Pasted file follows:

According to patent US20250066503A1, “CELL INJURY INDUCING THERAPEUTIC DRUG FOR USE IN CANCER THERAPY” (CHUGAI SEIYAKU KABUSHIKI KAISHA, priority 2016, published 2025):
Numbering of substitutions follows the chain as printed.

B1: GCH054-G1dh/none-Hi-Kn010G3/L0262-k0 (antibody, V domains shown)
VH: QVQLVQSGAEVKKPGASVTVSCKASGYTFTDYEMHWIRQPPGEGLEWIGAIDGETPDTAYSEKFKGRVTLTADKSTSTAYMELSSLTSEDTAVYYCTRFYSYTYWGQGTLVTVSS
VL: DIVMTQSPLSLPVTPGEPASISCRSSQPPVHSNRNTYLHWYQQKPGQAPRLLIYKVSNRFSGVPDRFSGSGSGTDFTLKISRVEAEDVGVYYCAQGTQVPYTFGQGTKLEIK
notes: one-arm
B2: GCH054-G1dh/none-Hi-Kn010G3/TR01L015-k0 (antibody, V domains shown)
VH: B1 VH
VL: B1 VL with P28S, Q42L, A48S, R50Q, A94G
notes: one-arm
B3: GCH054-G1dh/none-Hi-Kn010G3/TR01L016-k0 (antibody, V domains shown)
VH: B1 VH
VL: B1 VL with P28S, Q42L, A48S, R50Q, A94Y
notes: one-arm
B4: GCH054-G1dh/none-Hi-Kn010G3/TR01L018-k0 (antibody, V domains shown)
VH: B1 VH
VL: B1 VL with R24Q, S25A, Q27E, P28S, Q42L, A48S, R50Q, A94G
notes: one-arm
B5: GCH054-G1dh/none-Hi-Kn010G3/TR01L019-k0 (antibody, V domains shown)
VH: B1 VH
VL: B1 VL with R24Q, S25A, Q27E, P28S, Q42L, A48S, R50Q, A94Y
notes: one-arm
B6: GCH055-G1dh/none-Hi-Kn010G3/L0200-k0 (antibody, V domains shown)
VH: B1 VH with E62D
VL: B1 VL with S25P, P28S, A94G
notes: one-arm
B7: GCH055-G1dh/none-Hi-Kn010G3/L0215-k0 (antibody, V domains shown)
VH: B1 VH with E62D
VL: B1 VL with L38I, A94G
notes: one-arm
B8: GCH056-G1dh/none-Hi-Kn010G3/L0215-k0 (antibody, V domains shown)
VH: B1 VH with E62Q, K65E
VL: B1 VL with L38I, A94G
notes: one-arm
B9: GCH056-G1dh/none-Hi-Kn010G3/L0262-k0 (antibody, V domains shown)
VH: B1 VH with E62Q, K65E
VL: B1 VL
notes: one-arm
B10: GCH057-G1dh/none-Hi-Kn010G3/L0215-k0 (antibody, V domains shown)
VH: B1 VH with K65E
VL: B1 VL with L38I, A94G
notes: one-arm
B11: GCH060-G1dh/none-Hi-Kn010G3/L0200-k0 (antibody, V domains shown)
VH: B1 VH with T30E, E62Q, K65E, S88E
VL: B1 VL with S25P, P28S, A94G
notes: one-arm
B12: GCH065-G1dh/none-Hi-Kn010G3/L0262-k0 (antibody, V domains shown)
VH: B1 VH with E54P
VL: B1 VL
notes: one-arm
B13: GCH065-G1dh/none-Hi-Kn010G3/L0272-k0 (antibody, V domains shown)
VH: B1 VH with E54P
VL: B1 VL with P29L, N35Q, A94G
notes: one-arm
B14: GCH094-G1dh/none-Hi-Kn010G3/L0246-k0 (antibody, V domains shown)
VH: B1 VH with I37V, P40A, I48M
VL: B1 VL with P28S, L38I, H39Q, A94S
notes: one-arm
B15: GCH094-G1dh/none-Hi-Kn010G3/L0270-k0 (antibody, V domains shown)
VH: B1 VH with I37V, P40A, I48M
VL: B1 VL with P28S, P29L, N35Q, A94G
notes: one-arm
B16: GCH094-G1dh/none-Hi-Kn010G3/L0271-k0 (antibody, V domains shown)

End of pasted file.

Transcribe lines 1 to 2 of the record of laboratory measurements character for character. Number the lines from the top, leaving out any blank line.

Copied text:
According to patent US20250066503A1, “CELL INJURY INDUCING THERAPEUTIC DRUG FOR USE IN CANCER THERAPY” (CHUGAI SEIYAKU KABUSHIKI KAISHA, priority 2016, published 2025):
Numbering of substitutions follows the chain as printed.